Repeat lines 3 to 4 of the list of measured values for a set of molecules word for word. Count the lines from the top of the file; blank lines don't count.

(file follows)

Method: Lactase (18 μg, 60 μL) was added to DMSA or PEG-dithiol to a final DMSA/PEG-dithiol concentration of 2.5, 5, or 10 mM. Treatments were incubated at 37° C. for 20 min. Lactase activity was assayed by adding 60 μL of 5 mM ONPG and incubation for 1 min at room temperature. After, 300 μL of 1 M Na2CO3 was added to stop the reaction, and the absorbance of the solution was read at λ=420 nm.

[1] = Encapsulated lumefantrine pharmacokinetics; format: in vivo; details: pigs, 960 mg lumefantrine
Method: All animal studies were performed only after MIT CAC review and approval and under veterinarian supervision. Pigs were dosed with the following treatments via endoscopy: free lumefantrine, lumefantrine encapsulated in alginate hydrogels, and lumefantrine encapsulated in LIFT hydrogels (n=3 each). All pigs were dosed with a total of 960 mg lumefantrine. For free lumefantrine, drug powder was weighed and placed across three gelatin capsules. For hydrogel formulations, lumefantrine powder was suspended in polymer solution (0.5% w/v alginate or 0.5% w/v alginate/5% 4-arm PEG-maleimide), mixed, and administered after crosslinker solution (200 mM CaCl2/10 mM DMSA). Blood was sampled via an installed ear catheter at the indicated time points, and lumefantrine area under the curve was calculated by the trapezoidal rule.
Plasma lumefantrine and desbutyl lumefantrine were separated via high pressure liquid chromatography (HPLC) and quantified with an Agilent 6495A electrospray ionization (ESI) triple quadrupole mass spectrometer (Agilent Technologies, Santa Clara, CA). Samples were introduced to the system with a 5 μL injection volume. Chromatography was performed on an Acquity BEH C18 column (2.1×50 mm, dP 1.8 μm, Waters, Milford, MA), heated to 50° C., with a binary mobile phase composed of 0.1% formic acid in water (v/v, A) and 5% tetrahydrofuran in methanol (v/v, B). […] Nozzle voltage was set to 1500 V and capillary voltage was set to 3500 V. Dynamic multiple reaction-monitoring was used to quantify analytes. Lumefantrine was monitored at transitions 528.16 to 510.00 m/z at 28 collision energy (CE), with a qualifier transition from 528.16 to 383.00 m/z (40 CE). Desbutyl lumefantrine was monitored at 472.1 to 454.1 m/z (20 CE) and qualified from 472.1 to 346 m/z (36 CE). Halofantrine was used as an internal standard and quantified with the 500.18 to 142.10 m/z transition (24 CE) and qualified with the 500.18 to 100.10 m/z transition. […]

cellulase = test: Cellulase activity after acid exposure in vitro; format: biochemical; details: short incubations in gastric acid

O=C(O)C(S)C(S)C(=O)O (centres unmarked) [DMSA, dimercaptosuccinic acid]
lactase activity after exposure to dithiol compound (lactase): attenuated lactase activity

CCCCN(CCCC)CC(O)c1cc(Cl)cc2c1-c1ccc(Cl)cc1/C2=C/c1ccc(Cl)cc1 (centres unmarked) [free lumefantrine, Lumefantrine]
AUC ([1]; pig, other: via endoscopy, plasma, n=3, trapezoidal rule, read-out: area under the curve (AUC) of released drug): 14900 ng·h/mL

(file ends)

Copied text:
Method: All animal studies were performed only after MIT CAC review and approval and under veterinarian supervision. Pigs were dosed with the following treatments via endoscopy: free lumefantrine, lumefantrine encapsulated in alginate hydrogels, and lumefantrine encapsulated in LIFT hydrogels (n=3 each). All pigs were dosed with a total of 960 mg lumefantrine. For free lumefantrine, drug powder was weighed and placed across three gelatin capsules. For hydrogel formulations, lumefantrine powder was suspended in polymer solution (0.5% w/v alginate or 0.5% w/v alginate/5% 4-arm PEG-maleimide), mixed, and administered after crosslinker solution (200 mM CaCl2/10 mM DMSA). Blood was sampled via an installed ear catheter at the indicated time points, and lumefantrine area under the curve was calculated by the trapezoidal rule.
Plasma lumefantrine and desbutyl lumefantrine were separated via high pressure liquid chromatography (HPLC) and quantified with an Agilent 6495A electrospray ionization (ESI) triple quadrupole mass spectrometer (Agilent Technologies, Santa Clara, CA). Samples were introduced to the system with a 5 μL injection volume. Chromatography was performed on an Acquity BEH C18 column (2.1×50 mm, dP 1.8 μm, Waters, Milford, MA), heated to 50° C., with a binary mobile phase composed of 0.1% formic acid in water (v/v, A) and 5% tetrahydrofuran in methanol (v/v, B). […] Nozzle voltage was set to 1500 V and capillary voltage was set to 3500 V. Dynamic multiple reaction-monitoring was used to quantify analytes. Lumefantrine was monitored at transitions 528.16 to 510.00 m/z at 28 collision energy (CE), with a qualifier transition from 528.16 to 383.00 m/z (40 CE). Desbutyl lumefantrine was monitored at 472.1 to 454.1 m/z (20 CE) and qualified from 472.1 to 346 m/z (36 CE). Halofantrine was used as an internal standard and quantified with the 500.18 to 142.10 m/z transition (24 CE) and qualified with the 500.18 to 100.10 m/z transition. […]